Joke All You Want About CVS Receipts, But They Can Unlock Thousands in Savings

A photo to accompany a story about CVS receipts and coupons Flickr / Adam Fagen

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Welcome to the world of CVS receipts. 

If you haven’t seen one in real life, you may have seen one on the internet, where those pieces of paper, famed for their enormous length, are an object of ridicule. But for a loyal cult of coupon obsessives and shopping experts, the savings are no joke. Those receipts, and the company’s loyalty program, can save you some very real money—as much as $3,600 a year, according to some devotees who swear by the discounts you can get if you read the receipts closely.

They’ve also got tips for the more casual spender. “Once you get free toothpaste,” is how Kiersti Torok, known as @Torok.Coupon.Hunter on TikTok, puts it, “you’ll never want to pay for toothpaste again.”

These savvy shoppers aren’t secretive about how they manage to save that kind of money. There are entire TikToks, for example, devoted to next-level CVS saving strategies. Those experts in digital couponing are happy to share their favorite tips and tricks with us to help you save money on your next CVS haul.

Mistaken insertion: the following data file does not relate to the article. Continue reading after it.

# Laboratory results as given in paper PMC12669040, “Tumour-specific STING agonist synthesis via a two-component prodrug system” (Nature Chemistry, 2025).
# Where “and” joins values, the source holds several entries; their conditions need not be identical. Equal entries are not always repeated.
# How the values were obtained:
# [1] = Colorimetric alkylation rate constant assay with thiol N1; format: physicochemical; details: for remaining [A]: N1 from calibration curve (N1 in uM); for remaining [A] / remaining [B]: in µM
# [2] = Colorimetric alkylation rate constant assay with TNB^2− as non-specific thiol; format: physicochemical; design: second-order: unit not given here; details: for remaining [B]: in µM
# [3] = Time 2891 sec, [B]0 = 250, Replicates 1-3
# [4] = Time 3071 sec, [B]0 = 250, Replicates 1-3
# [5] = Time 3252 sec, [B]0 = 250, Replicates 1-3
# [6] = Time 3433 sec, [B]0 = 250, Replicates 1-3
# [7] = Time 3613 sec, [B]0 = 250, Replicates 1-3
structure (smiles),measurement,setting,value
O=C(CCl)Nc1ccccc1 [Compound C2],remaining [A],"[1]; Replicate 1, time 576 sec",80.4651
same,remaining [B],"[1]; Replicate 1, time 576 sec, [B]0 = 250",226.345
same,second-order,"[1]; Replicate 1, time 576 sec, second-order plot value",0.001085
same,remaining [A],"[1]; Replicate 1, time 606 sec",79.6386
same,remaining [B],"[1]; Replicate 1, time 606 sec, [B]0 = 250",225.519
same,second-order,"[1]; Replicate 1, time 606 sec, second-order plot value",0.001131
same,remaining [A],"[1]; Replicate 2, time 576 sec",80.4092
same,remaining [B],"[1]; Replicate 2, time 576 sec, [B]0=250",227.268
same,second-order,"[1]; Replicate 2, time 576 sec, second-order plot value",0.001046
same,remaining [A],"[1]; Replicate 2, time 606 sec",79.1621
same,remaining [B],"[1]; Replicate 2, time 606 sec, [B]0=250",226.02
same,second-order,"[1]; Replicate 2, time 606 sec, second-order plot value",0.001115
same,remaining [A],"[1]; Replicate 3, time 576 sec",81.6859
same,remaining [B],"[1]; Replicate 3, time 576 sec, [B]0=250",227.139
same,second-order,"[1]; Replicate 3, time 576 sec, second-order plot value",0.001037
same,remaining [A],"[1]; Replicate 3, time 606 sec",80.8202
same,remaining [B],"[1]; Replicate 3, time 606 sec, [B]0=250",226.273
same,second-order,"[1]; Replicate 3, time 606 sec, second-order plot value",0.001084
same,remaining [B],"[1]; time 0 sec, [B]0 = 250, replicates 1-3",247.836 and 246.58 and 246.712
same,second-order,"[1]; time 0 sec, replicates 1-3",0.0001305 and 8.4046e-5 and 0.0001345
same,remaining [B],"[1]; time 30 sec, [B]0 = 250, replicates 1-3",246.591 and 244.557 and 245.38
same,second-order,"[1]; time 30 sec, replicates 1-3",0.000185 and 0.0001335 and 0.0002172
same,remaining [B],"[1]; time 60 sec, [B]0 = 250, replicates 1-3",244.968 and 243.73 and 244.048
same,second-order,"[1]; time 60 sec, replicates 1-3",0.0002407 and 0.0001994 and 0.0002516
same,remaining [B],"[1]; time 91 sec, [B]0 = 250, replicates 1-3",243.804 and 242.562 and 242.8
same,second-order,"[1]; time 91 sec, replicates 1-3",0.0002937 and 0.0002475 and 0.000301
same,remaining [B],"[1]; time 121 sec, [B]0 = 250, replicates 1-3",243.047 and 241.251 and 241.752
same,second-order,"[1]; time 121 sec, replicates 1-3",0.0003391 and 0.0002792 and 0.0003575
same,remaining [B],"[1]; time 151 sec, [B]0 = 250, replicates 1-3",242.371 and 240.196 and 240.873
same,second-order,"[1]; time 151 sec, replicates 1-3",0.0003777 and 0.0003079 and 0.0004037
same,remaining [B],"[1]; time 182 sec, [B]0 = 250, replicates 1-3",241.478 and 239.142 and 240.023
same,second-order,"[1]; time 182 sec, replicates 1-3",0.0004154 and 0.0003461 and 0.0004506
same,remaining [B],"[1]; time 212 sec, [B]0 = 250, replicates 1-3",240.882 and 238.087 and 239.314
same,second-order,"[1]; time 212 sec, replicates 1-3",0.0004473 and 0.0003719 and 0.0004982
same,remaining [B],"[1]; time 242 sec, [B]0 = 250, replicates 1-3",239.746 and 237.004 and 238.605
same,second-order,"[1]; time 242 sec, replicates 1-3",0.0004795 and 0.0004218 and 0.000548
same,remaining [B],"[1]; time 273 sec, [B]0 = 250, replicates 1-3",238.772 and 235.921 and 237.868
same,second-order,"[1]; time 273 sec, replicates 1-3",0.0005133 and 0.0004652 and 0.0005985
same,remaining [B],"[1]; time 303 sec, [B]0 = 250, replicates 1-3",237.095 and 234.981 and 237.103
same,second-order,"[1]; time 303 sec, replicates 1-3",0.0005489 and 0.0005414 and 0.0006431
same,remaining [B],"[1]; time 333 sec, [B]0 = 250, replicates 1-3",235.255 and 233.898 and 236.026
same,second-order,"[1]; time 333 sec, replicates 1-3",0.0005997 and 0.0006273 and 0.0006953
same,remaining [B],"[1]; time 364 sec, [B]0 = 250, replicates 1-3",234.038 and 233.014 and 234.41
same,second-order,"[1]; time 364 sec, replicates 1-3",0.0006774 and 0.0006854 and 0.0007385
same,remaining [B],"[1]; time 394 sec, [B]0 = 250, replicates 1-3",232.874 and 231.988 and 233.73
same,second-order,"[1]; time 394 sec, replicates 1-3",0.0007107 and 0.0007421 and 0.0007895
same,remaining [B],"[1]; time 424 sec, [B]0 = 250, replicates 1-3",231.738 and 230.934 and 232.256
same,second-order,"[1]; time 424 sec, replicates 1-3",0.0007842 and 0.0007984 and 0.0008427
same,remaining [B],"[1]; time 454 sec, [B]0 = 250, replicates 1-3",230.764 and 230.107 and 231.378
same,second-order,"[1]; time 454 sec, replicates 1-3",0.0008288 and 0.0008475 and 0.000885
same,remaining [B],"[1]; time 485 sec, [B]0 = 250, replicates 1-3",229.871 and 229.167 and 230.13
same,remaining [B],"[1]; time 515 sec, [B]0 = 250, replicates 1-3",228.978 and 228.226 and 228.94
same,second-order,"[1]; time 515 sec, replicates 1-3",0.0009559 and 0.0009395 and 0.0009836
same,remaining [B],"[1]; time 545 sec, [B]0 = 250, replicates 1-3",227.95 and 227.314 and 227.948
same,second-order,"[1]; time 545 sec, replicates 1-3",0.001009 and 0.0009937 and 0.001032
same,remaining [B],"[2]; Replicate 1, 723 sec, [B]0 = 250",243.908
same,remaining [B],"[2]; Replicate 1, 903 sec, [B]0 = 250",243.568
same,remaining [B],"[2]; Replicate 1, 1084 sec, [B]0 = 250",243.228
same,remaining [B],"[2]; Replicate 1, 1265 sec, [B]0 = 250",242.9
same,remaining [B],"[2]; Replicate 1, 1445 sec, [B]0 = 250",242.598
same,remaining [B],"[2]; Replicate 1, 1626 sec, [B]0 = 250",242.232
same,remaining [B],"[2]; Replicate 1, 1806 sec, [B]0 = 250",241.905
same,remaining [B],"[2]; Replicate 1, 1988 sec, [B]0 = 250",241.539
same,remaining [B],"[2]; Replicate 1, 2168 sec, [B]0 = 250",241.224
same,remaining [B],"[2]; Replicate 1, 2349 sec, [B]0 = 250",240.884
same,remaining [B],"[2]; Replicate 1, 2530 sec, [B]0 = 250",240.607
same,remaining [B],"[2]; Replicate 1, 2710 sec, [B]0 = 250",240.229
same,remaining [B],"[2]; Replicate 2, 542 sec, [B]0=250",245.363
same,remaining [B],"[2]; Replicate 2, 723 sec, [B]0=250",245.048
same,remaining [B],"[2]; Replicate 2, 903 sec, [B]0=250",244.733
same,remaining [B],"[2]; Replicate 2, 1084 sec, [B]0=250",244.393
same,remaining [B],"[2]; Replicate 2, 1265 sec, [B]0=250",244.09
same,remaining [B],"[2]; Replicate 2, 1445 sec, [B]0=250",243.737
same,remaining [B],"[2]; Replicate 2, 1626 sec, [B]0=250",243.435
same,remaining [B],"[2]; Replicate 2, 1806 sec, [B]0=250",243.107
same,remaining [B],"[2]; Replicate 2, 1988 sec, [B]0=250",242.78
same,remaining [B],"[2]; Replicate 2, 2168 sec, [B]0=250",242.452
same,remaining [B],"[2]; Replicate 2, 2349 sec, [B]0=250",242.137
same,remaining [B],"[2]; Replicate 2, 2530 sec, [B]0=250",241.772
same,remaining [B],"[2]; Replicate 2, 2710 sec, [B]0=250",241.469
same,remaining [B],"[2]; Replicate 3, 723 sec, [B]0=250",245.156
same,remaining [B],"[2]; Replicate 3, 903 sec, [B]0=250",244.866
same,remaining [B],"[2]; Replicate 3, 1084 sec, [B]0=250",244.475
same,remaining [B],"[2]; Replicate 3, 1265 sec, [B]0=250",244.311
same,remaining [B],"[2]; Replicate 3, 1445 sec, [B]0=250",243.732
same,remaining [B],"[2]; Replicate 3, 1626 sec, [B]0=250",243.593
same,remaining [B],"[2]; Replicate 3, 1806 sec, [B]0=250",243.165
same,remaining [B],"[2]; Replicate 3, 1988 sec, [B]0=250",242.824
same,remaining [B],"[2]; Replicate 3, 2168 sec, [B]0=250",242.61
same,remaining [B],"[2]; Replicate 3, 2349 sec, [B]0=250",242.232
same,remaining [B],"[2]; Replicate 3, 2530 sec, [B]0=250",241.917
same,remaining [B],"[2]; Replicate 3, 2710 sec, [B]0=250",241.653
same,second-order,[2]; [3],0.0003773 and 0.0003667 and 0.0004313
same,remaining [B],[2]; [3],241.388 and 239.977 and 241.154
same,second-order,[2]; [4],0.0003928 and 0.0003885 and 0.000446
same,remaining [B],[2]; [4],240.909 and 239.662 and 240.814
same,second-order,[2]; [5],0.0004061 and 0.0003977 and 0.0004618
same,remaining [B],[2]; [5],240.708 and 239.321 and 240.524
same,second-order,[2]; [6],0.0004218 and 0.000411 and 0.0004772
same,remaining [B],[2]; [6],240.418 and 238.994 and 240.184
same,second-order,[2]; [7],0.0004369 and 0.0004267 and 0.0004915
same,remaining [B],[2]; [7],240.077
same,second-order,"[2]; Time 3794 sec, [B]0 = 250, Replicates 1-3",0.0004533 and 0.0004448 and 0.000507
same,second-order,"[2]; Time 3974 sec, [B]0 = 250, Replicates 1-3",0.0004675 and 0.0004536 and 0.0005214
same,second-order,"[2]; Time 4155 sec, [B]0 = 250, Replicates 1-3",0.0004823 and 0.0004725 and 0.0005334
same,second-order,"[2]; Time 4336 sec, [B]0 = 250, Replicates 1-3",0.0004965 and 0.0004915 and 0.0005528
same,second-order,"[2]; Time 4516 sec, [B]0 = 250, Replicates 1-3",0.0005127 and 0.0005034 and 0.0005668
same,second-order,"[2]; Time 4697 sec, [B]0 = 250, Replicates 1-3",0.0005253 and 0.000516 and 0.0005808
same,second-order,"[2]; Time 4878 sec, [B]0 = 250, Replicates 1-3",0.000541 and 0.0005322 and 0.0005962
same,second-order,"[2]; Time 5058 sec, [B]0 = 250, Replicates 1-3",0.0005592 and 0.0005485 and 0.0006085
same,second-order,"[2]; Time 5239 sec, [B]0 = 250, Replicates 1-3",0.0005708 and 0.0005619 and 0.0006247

Let’s dive in.

What Is the CVS ExtraCare Program?

With more than 9,900 pharmacies in 49 states, Washington, D.C. and Puerto Rico, CVS is the biggest U.S. pharmacy chain.   

It also has a loyalty program, known as CVS ExtraCare. It’s a free savings program, and when you become a member, you’ll get access to coupons and the CVS ExtraBucks program — essentially CVS “cash” that you can use to pay for some of (or all of) the cost of your items.

There’s no cost to sign up, just like with an airline’s loyalty program. 

It’s Not Just About Receipts: How to Maximize Savings With the ExtraCare Program 

There are a few different types of deals you can take advantage of at CVS: cash register tape (CRT), coupons, and ExtraBucks. While those infamously long receipts with coupons aplenty are a notable strategy, they’re just one facet of the program.

Torok suggests regularly checking your account online, on the CVS app or in stores to see what deals you are targeted for. In fact, CVS deals are pretty similar to credit card offers that can help you save money on everyday purchases.

Cash register tape, or CRT, deals are found at the top of your receipt or at the top of the deals section on the app. These are deals where you can spend a certain amount of money, and get a certain amount of money off.

For instance, I currently see a CRT in my account for $2 off $10 in Beauty 360 tools.